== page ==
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Large object heap...

Hi!

If the array is allocated from the large object heap
does that mean that it does not have to be pinned down
when passed to unmanaged code?

Is the limit of 1000 elements as the switching point
between small and large object heap
fixed and something that we can depend upon?

Thanks!
Atmapuri
Sep 7 '06 #1
5 2297
Hello Atmapuri,

AIf the array is allocated from the large object heap does that mean
Athat it does not have to be pinned down when passed to unmanaged
Acode?

LOH is not compacted, but this doesn't means (as guys from GC team say) that
you shouldn't pin you object, because realization could be change at any time

AIs the limit of 1000 elements as the switching point
Abetween small and large object heap
Afixed and something that we can depend upon?

what do u mean by "small object heap". Whether the object is in LOH or not
depends on it side. Everything is more 85000 bytes is in LOH

---
WBR,
Michael Nemtsev :: blog: http://spaces.msn.com/laflour

"At times one remains faithful to a cause only because its opponents do not
cease to be insipid." (c) Friedrich Nietzsche
Sep 7 '06 #2
>If the array is allocated from the large object heap
>does that mean that it does not have to be pinned down
when passed to unmanaged code?
Why are you asking, do you perform the pinning manually? The runtime
marshaler will do the right thing for you so don't worry about it.
Mattias

--
Mattias Sjögren [C# MVP] mattias @ mvps.org
http://www.msjogren.net/dotnet/ | http://www.dotnetinterop.com
Please reply only to the newsgroup.
Sep 7 '06 #3

"Atmapuri" <di*@community.nospamwrote in message
news:ee**************@TK2MSFTNGP02.phx.gbl...
| Hi!
|
| If the array is allocated from the large object heap
| does that mean that it does not have to be pinned down
| when passed to unmanaged code?
|
| Is the limit of 1000 elements as the switching point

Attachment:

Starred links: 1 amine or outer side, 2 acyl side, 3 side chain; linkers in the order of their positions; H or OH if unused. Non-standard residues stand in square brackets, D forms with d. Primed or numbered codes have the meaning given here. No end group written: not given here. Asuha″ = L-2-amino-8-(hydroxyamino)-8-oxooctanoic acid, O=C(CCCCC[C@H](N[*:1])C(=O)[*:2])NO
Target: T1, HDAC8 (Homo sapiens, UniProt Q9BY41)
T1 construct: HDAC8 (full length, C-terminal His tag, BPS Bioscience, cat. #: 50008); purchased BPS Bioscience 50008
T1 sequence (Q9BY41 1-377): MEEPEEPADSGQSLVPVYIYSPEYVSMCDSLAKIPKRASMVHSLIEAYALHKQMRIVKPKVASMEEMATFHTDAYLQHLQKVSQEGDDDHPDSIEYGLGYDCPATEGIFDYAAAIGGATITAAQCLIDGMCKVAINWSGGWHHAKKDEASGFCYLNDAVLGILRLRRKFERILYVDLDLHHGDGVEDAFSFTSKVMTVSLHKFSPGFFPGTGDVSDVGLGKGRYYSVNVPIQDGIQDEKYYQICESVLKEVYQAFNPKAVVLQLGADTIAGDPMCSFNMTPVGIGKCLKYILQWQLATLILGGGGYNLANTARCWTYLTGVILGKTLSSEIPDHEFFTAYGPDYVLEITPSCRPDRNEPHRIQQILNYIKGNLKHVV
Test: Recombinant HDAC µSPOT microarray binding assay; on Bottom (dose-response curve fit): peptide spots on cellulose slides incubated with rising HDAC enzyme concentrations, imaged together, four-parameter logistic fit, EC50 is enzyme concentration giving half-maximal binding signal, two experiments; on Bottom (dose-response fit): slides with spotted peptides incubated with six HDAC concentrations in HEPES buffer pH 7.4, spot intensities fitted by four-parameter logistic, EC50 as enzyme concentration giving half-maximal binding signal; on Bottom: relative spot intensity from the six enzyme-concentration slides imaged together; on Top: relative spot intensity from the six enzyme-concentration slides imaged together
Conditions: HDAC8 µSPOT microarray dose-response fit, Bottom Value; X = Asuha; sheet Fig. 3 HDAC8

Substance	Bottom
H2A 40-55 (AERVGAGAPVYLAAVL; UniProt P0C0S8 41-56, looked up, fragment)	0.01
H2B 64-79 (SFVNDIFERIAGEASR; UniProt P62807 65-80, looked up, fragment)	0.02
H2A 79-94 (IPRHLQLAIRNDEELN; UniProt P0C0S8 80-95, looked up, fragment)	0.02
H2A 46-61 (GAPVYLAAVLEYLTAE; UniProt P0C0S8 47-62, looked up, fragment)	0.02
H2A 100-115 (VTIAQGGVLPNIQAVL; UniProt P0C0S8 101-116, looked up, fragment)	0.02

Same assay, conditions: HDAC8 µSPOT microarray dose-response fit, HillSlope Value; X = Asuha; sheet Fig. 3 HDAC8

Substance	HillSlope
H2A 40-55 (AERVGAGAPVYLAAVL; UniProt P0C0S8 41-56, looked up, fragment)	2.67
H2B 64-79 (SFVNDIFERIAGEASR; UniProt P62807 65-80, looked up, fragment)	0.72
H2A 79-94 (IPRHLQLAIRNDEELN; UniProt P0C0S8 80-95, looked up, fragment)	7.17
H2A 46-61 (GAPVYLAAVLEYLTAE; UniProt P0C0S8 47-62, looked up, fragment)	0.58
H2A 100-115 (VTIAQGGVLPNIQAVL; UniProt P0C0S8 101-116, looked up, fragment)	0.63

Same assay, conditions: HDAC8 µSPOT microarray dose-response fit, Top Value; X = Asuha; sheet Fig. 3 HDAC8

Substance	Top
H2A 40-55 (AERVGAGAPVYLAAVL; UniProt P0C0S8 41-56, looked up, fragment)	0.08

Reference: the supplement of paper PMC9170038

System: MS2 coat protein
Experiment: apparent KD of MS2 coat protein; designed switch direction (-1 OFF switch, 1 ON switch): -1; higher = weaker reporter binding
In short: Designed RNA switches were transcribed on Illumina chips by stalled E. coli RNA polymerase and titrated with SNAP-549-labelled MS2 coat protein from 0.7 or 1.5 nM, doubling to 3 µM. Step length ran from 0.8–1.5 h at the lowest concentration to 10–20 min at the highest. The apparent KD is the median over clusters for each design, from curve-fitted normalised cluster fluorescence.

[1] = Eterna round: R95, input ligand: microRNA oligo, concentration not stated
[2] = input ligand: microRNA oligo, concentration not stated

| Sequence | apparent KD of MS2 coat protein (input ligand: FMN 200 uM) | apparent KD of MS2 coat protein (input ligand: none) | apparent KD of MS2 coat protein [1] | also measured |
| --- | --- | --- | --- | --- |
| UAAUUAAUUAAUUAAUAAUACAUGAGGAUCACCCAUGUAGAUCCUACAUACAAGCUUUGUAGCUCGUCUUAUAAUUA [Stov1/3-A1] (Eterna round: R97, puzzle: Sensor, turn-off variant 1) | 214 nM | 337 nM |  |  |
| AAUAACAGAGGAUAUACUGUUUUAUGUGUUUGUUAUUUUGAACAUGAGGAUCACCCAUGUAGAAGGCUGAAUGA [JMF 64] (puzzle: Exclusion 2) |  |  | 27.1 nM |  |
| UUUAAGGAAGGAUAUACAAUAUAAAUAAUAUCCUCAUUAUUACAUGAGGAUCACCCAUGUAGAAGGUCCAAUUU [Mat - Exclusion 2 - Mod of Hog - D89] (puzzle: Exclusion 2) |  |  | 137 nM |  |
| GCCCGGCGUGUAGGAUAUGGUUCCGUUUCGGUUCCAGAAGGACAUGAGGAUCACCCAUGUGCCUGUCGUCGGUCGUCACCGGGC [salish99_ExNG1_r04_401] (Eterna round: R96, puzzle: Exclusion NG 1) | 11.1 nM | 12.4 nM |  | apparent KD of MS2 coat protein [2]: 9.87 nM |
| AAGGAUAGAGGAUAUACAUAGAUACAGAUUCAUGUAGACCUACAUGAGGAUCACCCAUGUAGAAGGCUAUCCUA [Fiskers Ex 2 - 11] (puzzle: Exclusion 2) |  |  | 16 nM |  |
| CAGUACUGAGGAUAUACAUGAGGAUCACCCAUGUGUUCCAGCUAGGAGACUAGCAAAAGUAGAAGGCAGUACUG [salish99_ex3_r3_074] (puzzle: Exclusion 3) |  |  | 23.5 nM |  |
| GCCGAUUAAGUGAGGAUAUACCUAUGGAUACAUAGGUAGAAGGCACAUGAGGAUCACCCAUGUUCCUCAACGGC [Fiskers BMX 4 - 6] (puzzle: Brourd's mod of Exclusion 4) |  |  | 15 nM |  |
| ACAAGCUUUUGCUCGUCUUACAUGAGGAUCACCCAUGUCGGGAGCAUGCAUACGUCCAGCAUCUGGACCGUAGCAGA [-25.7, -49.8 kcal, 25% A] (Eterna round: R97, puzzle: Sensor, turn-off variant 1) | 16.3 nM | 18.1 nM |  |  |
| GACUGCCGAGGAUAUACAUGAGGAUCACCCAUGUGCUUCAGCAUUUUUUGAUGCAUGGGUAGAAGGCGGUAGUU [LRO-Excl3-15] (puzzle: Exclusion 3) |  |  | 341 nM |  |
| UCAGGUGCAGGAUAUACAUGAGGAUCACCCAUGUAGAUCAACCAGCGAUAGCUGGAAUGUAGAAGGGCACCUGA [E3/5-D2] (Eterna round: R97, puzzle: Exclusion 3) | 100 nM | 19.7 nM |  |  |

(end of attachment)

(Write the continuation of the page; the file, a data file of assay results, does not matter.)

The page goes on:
| between small and large object heap
| fixed and something that we can depend upon?
|
| Thanks!
| Atmapuri
|
|

When using PInvoke interop pinning is not something you need to take care
of, it's done automagically by the interop layer, nor should you really care
where your objects live, this is an implementation detail and can change
with every release.

Willy.
Sep 7 '06 #4
Hi!
Why are you asking, do you perform the pinning manually? The runtime
marshaler will do the right thing for you so don't worry about it.
Really? I noticed from other replies that this is suppose to work,
but sounds strange:

So, if I write:

double[] a = new double[10000]

unmanagedFunction(a);

that is suppose to work? What is the type to be
specified as the parameter ?

unmanagedFunction(double[] a);

That will perform pinning, pass the array by reference
and not make extra copies?

Thanks!
Atmapuri
Sep 7 '06 #5
>What is the type to be specified as the parameter ?
>
unmanagedFunction(double[] a);
Correct

>That will perform pinning, pass the array by reference
and not make extra copies?
Yes. See

http://msdn2.microsoft.com/en-us/library/23acw07k.aspx
http://msdn2.microsoft.com/en-us/library/75dwhxf7.aspx

"As an optimization, arrays of blittable types and classes containing
only blittable members are pinned instead of copied during
marshaling."

You only have to pin it manually if the native function stores the
array pointer, so it has to be valid even after the function returns.
Mattias

--
Mattias Sjögren [C# MVP] mattias @ mvps.org
http://www.msjogren.net/dotnet/ | http://www.dotnetinterop.com
Please reply only to the newsgroup.
Sep 8 '06 #6

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